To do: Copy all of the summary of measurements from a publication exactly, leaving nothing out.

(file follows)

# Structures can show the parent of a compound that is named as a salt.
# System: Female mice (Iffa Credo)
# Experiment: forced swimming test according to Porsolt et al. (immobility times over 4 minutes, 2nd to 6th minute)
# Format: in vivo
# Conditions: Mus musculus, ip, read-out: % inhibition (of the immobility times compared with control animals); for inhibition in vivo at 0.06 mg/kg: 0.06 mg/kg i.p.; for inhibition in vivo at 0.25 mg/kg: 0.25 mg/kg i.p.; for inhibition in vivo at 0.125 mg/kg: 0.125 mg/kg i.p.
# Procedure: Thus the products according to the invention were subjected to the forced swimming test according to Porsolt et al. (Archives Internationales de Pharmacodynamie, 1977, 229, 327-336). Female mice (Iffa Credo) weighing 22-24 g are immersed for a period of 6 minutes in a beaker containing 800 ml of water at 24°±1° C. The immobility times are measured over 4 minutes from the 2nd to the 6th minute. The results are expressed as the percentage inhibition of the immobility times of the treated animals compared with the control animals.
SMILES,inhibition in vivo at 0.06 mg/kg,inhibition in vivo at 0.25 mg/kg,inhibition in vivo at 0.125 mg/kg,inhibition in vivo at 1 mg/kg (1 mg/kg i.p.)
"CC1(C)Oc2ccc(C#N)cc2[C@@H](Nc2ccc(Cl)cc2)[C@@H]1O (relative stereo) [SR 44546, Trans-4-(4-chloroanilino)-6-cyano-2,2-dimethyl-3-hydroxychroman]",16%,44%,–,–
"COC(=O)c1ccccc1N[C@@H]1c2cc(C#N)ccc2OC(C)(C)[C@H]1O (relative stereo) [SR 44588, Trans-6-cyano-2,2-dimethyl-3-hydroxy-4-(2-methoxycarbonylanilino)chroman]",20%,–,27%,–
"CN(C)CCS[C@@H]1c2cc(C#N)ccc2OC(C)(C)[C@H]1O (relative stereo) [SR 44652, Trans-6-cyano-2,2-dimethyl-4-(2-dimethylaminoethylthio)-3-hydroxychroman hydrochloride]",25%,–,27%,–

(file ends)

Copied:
# Structures can show the parent of a compound that is named as a salt.
# System: Female mice (Iffa Credo)
# Experiment: forced swimming test according to Porsolt et al. (immobility times over 4 minutes, 2nd to 6th minute)
# Format: in vivo
# Conditions: Mus musculus, ip, read-out: % inhibition (of the immobility times compared with control animals); for inhibition in vivo at 0.06 mg/kg: 0.06 mg/kg i.p.; for inhibition in vivo at 0.25 mg/kg: 0.25 mg/kg i.p.; for inhibition in vivo at 0.125 mg/kg: 0.125 mg/kg i.p.
# Procedure: Thus the products according to the invention were subjected to the forced swimming test according to Porsolt et al. (Archives Internationales de Pharmacodynamie, 1977, 229, 327-336). Female mice (Iffa Credo) weighing 22-24 g are immersed for a period of 6 minutes in a beaker containing 800 ml of water at 24°±1° C. The immobility times are measured over 4 minutes from the 2nd to the 6th minute. The results are expressed as the percentage inhibition of the immobility times of the treated animals compared with the control animals.
SMILES,inhibition in vivo at 0.06 mg/kg,inhibition in vivo at 0.25 mg/kg,inhibition in vivo at 0.125 mg/kg,inhibition in vivo at 1 mg/kg (1 mg/kg i.p.)
"CC1(C)Oc2ccc(C#N)cc2[C@@H](Nc2ccc(Cl)cc2)[C@@H]1O (relative stereo) [SR 44546, Trans-4-(4-chloroanilino)-6-cyano-2,2-dimethyl-3-hydroxychroman]",16%,44%,–,–
"COC(=O)c1ccccc1N[C@@H]1c2cc(C#N)ccc2OC(C)(C)[C@H]1O (relative stereo) [SR 44588, Trans-6-cyano-2,2-dimethyl-3-hydroxy-4-(2-methoxycarbonylanilino)chroman]",20%,–,27%,–
"CN(C)CCS[C@@H]1c2cc(C#N)ccc2OC(C)(C)[C@H]1O (relative stereo) [SR 44652, Trans-6-cyano-2,2-dimethyl-4-(2-dimethylaminoethylthio)-3-hydroxychroman hydrochloride]",25%,–,27%,–